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94. From the equation y sin o, we know that is an angle whose sine is y. The last statement is expressed by the notation + sin 1y.

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Hence sin-ly is an angle.

sin-ly is sometimes read, "an angle whose sine is y," sometimes "arc-sine y," but more frequently "anti-sine y." But it must be remembered that it means "an angle whose sine is y."

CHAPTER XII

INVERSE TRIGONOMETRIC FUNCTIONS

99

cos-ly means "an angle whose cosine is y." tan-ly means "an angle whose tangent is y. csc-ly means "an angle whose cosecant is y." sec-ly means "an angle whose secant is y."

cot-ly means "an angle whose cotangent is y."

These are read "anti-cosine y," "anti-tangent y," "anti-cosecant y," "anti-secant y," "anti-cotangent y," respectively.

EXAMPLE. 30° = sin

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45° =

95. The expressions sin-ly, cos-1y, etc., are called the Inverse Trigonometric Functions or Inverse Circular Functions.

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96. In Art. 58 we showed that an infinite number of angles, differing by 2, have the same ratios. Accordingly an infinite number of angles will satisfy an equation of the form = sin-1y, 0 = cos-1x, etc. Accordingly for the sake of definiteness we shall (unless otherwise stated) make the following conventions:

(1) When we are given either of the equations sin-'y,

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tan ly, csc-ly, cot-ly, we shall understand to be an angle, either positive or negative, whose magnitude is not greater than 90°.

1

√2

= sin-1.

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(2) When we are given the equations : = cos1y, sec-1y, we shall limit to a positive angle whose magnitude is not greater than 180°.

68

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With these agreements one value and but one will satisfy any of these equations.

If, however, is given, we can always write a definite equation.

For example, 225° = sin-1

and had known nothing else whatever of ø, by our agreements we would have concluded = − 45°.

EXAMPLE 2. Given : = cos-1

8-11-20)

By our agreements we know that = 135°. We can now write

· ( — — — 2 )·

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If, on the other hand, we are given

= sin-1

97. To express the inverse ratios in terms of a given one. e.g. if o tan-', to express the inverse trigonometric functions in terms of x.

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EXERCISE. terms of x.

135° sin-1

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But if we had given us

sin 0 ;

= csc 0;

we conclude = 45°.

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No ambiguity of sign exists.

For if x is positive, sin is positive; therefore √1+22 is positive. If x is negative, sin is negative; hence V1+ is positive. Then by convention cos @ is positive; therefore √1+ is positive.

If x = cos 0, express the inverse trigonometric functions in

Then

98. Let x = sin 0.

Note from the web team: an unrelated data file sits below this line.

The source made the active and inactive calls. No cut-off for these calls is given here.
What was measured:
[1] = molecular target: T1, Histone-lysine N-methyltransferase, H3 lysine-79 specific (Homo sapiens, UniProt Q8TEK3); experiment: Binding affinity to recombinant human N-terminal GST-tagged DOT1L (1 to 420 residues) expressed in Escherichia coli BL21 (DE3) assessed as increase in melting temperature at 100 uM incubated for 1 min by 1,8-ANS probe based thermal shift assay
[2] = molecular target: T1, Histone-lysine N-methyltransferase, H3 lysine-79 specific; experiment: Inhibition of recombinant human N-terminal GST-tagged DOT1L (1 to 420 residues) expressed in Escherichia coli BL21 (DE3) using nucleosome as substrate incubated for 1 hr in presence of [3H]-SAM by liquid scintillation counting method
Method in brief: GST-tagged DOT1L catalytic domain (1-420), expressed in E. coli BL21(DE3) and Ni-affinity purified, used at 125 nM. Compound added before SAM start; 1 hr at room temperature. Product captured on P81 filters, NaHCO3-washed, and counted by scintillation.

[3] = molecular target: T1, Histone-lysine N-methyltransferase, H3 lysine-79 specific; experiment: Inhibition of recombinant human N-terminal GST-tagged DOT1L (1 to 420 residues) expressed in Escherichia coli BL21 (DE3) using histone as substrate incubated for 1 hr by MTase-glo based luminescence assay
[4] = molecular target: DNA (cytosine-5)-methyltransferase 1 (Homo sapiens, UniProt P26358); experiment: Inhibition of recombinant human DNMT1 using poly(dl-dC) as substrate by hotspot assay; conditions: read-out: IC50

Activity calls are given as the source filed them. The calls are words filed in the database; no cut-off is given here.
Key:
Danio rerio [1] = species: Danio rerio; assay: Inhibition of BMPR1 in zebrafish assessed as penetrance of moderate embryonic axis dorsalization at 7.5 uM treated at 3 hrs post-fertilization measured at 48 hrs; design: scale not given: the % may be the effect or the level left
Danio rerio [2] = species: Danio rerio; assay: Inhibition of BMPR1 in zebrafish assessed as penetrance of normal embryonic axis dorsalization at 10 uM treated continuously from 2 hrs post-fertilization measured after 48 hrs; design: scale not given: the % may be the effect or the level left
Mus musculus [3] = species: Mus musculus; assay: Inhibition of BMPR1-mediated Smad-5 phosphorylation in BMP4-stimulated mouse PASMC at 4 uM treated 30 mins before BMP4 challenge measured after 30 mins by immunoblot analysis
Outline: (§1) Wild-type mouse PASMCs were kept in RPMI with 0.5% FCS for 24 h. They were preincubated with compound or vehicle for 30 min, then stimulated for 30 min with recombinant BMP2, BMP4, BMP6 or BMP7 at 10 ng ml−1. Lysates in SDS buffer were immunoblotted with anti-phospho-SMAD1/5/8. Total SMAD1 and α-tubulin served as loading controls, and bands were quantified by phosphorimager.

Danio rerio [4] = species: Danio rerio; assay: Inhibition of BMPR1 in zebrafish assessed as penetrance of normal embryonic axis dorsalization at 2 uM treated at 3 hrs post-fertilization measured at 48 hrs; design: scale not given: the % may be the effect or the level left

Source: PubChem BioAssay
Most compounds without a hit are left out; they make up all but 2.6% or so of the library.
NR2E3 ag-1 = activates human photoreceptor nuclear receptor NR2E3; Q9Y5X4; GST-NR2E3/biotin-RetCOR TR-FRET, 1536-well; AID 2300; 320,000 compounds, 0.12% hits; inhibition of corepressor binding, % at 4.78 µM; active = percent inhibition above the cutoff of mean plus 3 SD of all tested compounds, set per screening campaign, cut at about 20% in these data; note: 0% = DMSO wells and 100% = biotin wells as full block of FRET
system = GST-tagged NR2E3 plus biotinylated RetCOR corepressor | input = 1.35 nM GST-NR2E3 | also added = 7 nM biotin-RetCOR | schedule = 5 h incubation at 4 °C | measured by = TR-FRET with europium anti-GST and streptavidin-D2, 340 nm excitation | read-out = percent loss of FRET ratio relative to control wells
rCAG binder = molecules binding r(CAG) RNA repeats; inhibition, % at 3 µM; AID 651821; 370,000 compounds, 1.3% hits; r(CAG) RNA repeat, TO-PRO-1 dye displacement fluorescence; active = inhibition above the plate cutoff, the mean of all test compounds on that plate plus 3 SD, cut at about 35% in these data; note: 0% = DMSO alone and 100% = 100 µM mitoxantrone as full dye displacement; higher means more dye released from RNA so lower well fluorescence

EXERCISE. Show

Put

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99. To express two inverse trigonometric functions as a single inverse function;

e.g. consider sin-1x + sin-1y.

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.'. sin-1x =

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π

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2

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.. sin (A + B) = x√1 − y2 + y√1 — x2.

A + B = sin-1x + sin-1y = sin-1 (x√1 − y2 + y√1 − x2).

EXERCISE.

tan-1x

X sec-1x

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Express tan-1x + tan-ly as a single inverse trigonometric

tan-1 (}); find cos p.

sin-1 (-1) find sec; find tan p.

1

0 = tan-1

2 m + 1

x = sin A; .. A sin-1x.

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π

= cot-1x;

2

y sin B; .. B= sin-1y;

=

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π

2

10. cos ̄1x
11. tan-1 tan-1 + tan-13.

cos-x.

csc-1x.

EXAMPLES. XXV.

b + a
- x
26

2. 4 = cos−1 ( − }) find csc p.

; show that (@+4)=—

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cos-1y = cos-1 (xy ± √(1 − x2) (1 — y2)).
12. tan-12+ tan

tan-11=2

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CHAPTER XIII

ON THE RELATIONS BETWEEN THE SIDES AND ANGLES OF A TRIANGLE

100. The three sides and the three angles of any triangle are called its six parts.

By the letters A, B, C we shall indicate

geometrically, the three angular points of the triangle ABC; algebraically, the three angles at those angular points respectively.

A

B

a
FIG. 49.

By the letters a, b, c, we shall indicate the measures of the sides BC, CA, AB, opposite the angles A, B, C, respectively.

101. I. We know that A + B + C = 180°.

(Geom.)

102. Also if A be an angle of a triangle, then A may have any value between 0° and 180°. Hence,

1

(i.) sin ▲ must be positive (and less than 1);

(ii) cos ▲ may be positive or negative (but must be numerically less than 1);

(iii.) tan A may have any value whatever, positive or negative.

103. Also, if we are given the value of

(i.) sin A, there are two angles, each less than 180°, which have the given positive value for their sine.

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